• Projected household consumption will drop by 5.4 per cent.
  • Real wages will decline by 7.8 per cent.
If we sit on our hands now the quality of life for our kids, grandkids and other Australians will be considerably worse than our current lifestyles.

The report poses special challenges for Australia's communicators. As the nation's story tellers, from this point onwards, more of us are likely to be called upon to use our communications skills to:
  • Help the man and woman in the street make sense of the claims and counter claims on what should be done in the next few years and beyond.
  • Help people understand their role in finding solutions. (This year's Earth Hour is a good example of telling people how they can become involved).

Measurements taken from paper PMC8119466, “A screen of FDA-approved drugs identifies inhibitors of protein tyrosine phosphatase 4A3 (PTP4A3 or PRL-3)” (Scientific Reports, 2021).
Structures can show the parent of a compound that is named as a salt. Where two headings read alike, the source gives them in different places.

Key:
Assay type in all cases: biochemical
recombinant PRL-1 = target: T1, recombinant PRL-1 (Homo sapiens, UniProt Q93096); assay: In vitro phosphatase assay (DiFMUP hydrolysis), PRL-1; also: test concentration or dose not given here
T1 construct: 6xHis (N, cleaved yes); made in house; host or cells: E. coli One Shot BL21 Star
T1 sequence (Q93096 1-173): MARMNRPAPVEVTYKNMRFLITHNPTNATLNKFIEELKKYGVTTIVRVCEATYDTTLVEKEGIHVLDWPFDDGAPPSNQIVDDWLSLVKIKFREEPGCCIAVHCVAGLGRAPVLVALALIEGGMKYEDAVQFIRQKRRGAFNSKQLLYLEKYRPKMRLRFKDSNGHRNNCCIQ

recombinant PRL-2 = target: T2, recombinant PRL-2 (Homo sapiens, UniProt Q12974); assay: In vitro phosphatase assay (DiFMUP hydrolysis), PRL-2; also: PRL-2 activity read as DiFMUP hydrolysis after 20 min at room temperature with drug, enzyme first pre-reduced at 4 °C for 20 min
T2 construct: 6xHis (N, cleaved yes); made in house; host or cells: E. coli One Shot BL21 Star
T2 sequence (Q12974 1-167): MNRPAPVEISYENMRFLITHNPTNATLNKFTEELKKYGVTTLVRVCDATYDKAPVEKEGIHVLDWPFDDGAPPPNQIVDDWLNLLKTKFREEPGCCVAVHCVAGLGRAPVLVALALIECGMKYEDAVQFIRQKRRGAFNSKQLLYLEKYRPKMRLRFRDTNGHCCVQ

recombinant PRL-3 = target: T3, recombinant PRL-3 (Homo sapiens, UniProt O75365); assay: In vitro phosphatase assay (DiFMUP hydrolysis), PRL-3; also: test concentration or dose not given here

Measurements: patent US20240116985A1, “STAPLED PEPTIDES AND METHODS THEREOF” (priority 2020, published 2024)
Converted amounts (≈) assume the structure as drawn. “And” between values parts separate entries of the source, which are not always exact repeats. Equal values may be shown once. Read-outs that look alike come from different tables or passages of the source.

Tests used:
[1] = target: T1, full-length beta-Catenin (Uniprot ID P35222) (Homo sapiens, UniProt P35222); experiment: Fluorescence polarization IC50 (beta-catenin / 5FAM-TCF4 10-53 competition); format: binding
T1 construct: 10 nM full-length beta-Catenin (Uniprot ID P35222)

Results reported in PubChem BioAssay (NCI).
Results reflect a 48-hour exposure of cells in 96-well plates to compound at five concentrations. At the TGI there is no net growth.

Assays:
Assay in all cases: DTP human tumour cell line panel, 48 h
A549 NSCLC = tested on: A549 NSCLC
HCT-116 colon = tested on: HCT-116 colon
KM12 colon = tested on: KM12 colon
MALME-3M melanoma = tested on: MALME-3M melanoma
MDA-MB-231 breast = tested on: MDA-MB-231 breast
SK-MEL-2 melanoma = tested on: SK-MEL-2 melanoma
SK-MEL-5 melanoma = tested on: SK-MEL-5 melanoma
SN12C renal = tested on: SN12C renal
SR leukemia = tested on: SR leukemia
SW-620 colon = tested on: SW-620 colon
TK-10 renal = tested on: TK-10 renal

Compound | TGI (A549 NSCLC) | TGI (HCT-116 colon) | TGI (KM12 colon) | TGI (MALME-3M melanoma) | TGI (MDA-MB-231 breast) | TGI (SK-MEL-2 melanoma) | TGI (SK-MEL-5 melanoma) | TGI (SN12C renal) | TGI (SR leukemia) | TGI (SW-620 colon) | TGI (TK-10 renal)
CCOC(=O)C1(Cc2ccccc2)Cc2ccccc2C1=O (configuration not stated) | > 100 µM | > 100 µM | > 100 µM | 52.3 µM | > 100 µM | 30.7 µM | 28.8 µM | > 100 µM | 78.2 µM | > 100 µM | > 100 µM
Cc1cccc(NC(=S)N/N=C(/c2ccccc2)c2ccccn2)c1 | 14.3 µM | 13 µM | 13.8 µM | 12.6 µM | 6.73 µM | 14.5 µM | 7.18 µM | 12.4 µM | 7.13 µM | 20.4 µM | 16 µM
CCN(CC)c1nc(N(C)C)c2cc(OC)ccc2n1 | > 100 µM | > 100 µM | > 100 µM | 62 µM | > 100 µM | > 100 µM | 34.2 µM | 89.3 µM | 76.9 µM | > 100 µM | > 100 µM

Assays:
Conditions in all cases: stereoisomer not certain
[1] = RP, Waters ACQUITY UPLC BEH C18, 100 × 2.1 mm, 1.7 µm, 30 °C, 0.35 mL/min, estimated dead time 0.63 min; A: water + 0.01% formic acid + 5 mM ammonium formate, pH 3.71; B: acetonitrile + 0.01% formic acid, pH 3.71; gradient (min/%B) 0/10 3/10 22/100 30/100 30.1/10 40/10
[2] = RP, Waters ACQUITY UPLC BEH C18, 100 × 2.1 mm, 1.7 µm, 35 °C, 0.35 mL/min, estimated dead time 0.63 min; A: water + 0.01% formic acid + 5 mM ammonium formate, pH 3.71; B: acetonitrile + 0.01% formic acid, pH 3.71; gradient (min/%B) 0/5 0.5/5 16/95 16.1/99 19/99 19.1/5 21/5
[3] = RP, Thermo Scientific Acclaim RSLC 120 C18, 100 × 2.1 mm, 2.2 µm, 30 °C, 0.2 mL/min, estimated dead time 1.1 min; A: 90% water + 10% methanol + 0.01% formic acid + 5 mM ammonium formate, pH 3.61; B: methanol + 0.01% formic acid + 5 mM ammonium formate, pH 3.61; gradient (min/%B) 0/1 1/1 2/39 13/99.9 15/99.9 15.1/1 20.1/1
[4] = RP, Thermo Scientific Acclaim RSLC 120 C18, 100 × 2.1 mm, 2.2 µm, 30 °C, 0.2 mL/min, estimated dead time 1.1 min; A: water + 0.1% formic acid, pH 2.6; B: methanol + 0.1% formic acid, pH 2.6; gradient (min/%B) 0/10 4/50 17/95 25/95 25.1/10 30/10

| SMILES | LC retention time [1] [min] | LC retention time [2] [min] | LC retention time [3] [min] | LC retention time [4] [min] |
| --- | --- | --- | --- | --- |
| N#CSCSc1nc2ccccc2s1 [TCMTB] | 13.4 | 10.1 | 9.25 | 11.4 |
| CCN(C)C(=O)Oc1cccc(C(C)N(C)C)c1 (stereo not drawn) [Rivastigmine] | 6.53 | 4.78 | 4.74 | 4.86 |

• Explain simply the complexities of the tough measures Australia must take to mitigate against the effects of climate change.
  • Accurately communicate the impacts of these measures on whole industries, whole communities right down to individuals.
If the tobacco industry is an example, some in the PR community may be called upon by clients and others to fight rearguard actions to preserve sectional interests. They may be asked to sow doubt and confusion by communicating that change is unnecessary or the adjustment is too harsh. Mnay more may be tasked to green wash their organisations ie to promote token changes done more for good PR than sustainable posterity.

As a group I hope Australia's communicators put the global and national interest ahead of client and organisational self interest.